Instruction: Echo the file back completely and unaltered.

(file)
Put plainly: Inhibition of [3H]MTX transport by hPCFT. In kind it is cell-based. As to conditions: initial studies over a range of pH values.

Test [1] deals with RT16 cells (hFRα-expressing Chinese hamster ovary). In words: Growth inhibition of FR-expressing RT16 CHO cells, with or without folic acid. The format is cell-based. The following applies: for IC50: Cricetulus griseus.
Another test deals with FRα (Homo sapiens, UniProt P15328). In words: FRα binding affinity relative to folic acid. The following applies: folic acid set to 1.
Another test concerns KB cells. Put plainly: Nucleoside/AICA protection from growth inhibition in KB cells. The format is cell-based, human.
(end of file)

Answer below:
Put plainly: Inhibition of [3H]MTX transport by hPCFT. In kind it is cell-based. As to conditions: initial studies over a range of pH values.

Test [1] deals with RT16 cells (hFRα-expressing Chinese hamster ovary). In words: Growth inhibition of FR-expressing RT16 CHO cells, with or without folic acid. The format is cell-based. The following applies: for IC50: Cricetulus griseus.
Another test deals with FRα (Homo sapiens, UniProt P15328). In words: FRα binding affinity relative to folic acid. The following applies: folic acid set to 1.
Another test concerns KB cells. Put plainly: Nucleoside/AICA protection from growth inhibition in KB cells. The format is cell-based, human.